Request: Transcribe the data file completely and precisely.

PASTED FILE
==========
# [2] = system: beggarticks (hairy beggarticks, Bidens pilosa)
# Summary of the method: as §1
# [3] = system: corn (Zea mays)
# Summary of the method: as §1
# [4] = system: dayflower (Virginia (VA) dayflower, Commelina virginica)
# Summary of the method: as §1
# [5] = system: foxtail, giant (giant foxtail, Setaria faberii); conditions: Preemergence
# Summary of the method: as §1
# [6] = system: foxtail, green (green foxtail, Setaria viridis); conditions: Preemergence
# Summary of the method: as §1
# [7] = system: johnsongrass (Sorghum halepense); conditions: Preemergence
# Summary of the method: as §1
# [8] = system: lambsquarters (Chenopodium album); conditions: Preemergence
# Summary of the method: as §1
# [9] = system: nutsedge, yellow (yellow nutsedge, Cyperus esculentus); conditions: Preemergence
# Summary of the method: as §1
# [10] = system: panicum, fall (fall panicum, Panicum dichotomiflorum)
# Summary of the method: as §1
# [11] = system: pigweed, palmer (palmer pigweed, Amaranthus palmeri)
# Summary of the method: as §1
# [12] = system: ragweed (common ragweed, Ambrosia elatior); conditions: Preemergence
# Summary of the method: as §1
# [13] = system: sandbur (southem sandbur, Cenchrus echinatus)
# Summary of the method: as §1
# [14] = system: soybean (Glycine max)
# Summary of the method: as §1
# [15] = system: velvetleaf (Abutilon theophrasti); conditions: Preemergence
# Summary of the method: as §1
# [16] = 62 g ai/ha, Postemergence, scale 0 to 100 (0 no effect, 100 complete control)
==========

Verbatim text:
# [2] = system: beggarticks (hairy beggarticks, Bidens pilosa)
# Summary of the method: as §1
# [3] = system: corn (Zea mays)
# Summary of the method: as §1
# [4] = system: dayflower (Virginia (VA) dayflower, Commelina virginica)
# Summary of the method: as §1
# [5] = system: foxtail, giant (giant foxtail, Setaria faberii); conditions: Preemergence
# Summary of the method: as §1
# [6] = system: foxtail, green (green foxtail, Setaria viridis); conditions: Preemergence
# Summary of the method: as §1
# [7] = system: johnsongrass (Sorghum halepense); conditions: Preemergence
# Summary of the method: as §1
# [8] = system: lambsquarters (Chenopodium album); conditions: Preemergence
# Summary of the method: as §1
# [9] = system: nutsedge, yellow (yellow nutsedge, Cyperus esculentus); conditions: Preemergence
# Summary of the method: as §1
# [10] = system: panicum, fall (fall panicum, Panicum dichotomiflorum)
# Summary of the method: as §1
# [11] = system: pigweed, palmer (palmer pigweed, Amaranthus palmeri)
# Summary of the method: as §1
# [12] = system: ragweed (common ragweed, Ambrosia elatior); conditions: Preemergence
# Summary of the method: as §1
# [13] = system: sandbur (southem sandbur, Cenchrus echinatus)
# Summary of the method: as §1
# [14] = system: soybean (Glycine max)
# Summary of the method: as §1
# [15] = system: velvetleaf (Abutilon theophrasti); conditions: Preemergence
# Summary of the method: as §1
# [16] = 62 g ai/ha, Postemergence, scale 0 to 100 (0 no effect, 100 complete control)